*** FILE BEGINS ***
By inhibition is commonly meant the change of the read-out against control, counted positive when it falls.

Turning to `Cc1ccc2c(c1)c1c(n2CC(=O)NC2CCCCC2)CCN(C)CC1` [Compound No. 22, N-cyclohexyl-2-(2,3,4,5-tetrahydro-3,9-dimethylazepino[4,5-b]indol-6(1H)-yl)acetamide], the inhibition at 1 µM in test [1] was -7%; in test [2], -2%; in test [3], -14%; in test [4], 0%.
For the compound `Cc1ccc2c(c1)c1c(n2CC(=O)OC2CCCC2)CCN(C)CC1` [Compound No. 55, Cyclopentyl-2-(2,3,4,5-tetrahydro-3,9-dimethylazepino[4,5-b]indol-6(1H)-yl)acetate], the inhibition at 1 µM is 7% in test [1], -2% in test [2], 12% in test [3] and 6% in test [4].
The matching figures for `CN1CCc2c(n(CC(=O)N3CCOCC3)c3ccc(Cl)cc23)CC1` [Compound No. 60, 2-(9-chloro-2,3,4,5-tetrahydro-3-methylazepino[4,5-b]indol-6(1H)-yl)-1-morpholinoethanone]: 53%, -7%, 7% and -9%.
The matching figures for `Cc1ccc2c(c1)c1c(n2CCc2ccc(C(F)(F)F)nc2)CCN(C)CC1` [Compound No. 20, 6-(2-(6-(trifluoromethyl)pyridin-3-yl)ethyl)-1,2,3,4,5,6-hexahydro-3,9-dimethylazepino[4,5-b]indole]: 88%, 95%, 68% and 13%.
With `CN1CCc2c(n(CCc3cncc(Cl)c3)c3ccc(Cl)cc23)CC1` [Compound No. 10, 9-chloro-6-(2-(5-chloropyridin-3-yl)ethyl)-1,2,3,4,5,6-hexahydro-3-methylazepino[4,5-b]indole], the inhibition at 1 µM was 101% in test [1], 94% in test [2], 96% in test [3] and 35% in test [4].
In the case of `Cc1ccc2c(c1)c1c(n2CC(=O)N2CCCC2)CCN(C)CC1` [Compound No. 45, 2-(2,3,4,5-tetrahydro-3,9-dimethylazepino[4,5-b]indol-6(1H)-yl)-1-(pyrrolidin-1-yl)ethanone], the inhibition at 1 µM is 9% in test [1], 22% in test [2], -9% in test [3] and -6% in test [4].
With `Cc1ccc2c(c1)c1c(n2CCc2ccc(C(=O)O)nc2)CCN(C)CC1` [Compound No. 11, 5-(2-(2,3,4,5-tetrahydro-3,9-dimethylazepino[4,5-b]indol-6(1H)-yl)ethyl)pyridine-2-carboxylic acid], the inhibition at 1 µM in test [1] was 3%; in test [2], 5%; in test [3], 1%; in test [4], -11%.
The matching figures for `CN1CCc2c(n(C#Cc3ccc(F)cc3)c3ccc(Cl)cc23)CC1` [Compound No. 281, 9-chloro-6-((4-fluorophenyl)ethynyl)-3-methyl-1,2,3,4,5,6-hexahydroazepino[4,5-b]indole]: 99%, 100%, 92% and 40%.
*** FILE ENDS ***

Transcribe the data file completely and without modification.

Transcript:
By inhibition is commonly meant the change of the read-out against control, counted positive when it falls.

Turning to `Cc1ccc2c(c1)c1c(n2CC(=O)NC2CCCCC2)CCN(C)CC1` [Compound No. 22, N-cyclohexyl-2-(2,3,4,5-tetrahydro-3,9-dimethylazepino[4,5-b]indol-6(1H)-yl)acetamide], the inhibition at 1 µM in test [1] was -7%; in test [2], -2%; in test [3], -14%; in test [4], 0%.
For the compound `Cc1ccc2c(c1)c1c(n2CC(=O)OC2CCCC2)CCN(C)CC1` [Compound No. 55, Cyclopentyl-2-(2,3,4,5-tetrahydro-3,9-dimethylazepino[4,5-b]indol-6(1H)-yl)acetate], the inhibition at 1 µM is 7% in test [1], -2% in test [2], 12% in test [3] and 6% in test [4].
The matching figures for `CN1CCc2c(n(CC(=O)N3CCOCC3)c3ccc(Cl)cc23)CC1` [Compound No. 60, 2-(9-chloro-2,3,4,5-tetrahydro-3-methylazepino[4,5-b]indol-6(1H)-yl)-1-morpholinoethanone]: 53%, -7%, 7% and -9%.
The matching figures for `Cc1ccc2c(c1)c1c(n2CCc2ccc(C(F)(F)F)nc2)CCN(C)CC1` [Compound No. 20, 6-(2-(6-(trifluoromethyl)pyridin-3-yl)ethyl)-1,2,3,4,5,6-hexahydro-3,9-dimethylazepino[4,5-b]indole]: 88%, 95%, 68% and 13%.
With `CN1CCc2c(n(CCc3cncc(Cl)c3)c3ccc(Cl)cc23)CC1` [Compound No. 10, 9-chloro-6-(2-(5-chloropyridin-3-yl)ethyl)-1,2,3,4,5,6-hexahydro-3-methylazepino[4,5-b]indole], the inhibition at 1 µM was 101% in test [1], 94% in test [2], 96% in test [3] and 35% in test [4].
In the case of `Cc1ccc2c(c1)c1c(n2CC(=O)N2CCCC2)CCN(C)CC1` [Compound No. 45, 2-(2,3,4,5-tetrahydro-3,9-dimethylazepino[4,5-b]indol-6(1H)-yl)-1-(pyrrolidin-1-yl)ethanone], the inhibition at 1 µM is 9% in test [1], 22% in test [2], -9% in test [3] and -6% in test [4].
With `Cc1ccc2c(c1)c1c(n2CCc2ccc(C(=O)O)nc2)CCN(C)CC1` [Compound No. 11, 5-(2-(2,3,4,5-tetrahydro-3,9-dimethylazepino[4,5-b]indol-6(1H)-yl)ethyl)pyridine-2-carboxylic acid], the inhibition at 1 µM in test [1] was 3%; in test [2], 5%; in test [3], 1%; in test [4], -11%.
The matching figures for `CN1CCc2c(n(C#Cc3ccc(F)cc3)c3ccc(Cl)cc23)CC1` [Compound No. 281, 9-chloro-6-((4-fluorophenyl)ethynyl)-3-methyl-1,2,3,4,5,6-hexahydroazepino[4,5-b]indole]: 99%, 100%, 92% and 40%.